“Love is the only sane and satisfactory answer to the problem of human existence.”

Love is the only sane and satisfactory answer to the problem of human existence.
— Erich Fromm

For the past few years, I have been fortunate to be part of an academic community that is constantly examining and re-evaluating how as both individuals and a community we can create a welcoming, more inclusive environment. Coming into this community and these conversations, I felt like I was already a pretty open-minded person and that my actions and words provided a welcoming space for others. But, as I continued to go deeper in these conversations, I realized I had a lot to learn!

These conversations weren’t always easy, and to be honest there were times when I felt myself resisting what I was learning. Some of the things challenged the beliefs I grew up with. At times, I felt people were being over sensitive and too “PC.” It was in these moments, when I really stopped, listened to others, and was honest with myself that I realized that I wasn’t always doing all I could to create a more inclusive environment.

I am a white female that grew up in a middle class family. I was always provided a good education; college wasn’t an “if,” but a “where.” I went on a variety of family vacations, played multiple sports, and was exposed to many artistic and cultural endeavors. I grew up in a strong female family so I was always encouraged to speak my mind. I had my own personal struggles and still do, but on a global scale I am privileged and my voice is usually heard. It’s hard for me to even understand that other people don’t have the ability to be seen or heard as they are intended and should be.

I decided that I wanted to educate myself more. I wanted to at least try to understand the struggle and imbalance of power that still very much exists in our world in a variety of ways. Throughout the last few months, I kept coming back to the old saying, “Ignorance is bliss.” The idea behind this saying is that sometimes it is better to not know everything about a given situation. Something about that statement doesn’t seem comforting in today’s society. Is ignorance really bliss or is it actually irresponsible?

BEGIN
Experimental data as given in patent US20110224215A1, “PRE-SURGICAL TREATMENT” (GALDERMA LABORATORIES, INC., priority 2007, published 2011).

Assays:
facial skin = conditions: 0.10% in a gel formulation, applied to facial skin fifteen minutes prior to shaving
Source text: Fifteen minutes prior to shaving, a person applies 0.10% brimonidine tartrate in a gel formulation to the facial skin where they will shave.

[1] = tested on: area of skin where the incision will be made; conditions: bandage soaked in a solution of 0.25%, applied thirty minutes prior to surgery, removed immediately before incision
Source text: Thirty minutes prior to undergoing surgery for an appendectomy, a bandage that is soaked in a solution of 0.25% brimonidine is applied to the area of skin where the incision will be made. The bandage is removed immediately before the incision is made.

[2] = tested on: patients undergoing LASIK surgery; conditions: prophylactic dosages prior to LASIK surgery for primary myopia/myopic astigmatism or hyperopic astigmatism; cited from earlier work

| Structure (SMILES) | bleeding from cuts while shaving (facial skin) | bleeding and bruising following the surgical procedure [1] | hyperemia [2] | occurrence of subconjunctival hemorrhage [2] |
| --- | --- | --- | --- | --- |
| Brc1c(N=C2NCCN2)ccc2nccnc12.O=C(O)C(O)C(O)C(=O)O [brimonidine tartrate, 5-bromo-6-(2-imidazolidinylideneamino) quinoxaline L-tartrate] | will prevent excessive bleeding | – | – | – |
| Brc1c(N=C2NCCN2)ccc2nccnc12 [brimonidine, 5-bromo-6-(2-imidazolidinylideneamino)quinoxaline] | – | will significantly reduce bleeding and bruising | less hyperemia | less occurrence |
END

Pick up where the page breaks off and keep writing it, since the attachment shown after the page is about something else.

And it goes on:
I know that people aren’t always provided communities, whether they are academic, spiritual, or social, that encourage them to dig deep about what they believe, how they represent themselves, and then offered education on expanding their beliefs. However, as we continue to get older, isn’t it our responsibility to be curious and seek information, ask questions, listen, and re-evaluate in order to become an active participant in life?

The more we continue to feed into our limiting beliefs or microaggressions (even if they seem to be small and not harmful), the more we perpetuate an exclusive and imbalanced environment. If we truly come from a place of love over fear in our lives then we become more open to understanding, which leads to accepting things that are different from us.

It first starts with a commitment to analyzing our own thoughts/words and behaviors/actions. When we realize that a limiting belief comes up, there are tools to shift our mindset such as thought stopping and positive replacement. As with any shift, it takes time and practice. There will be moments where it’s not easy and we do fall back into our limiting beliefs, but wouldn’t the uneasiness and struggle be worth it if we all committed to practicing “love over fear” mind, body, and spirit? Just think of how much we would grow and evolve not only as individuals, but also as a community, country, and world. Ignorance isn’t bliss; understanding, supporting, and leading with love is bliss.

Copyright © 2018 Stephanie Simpson, All rights reserved.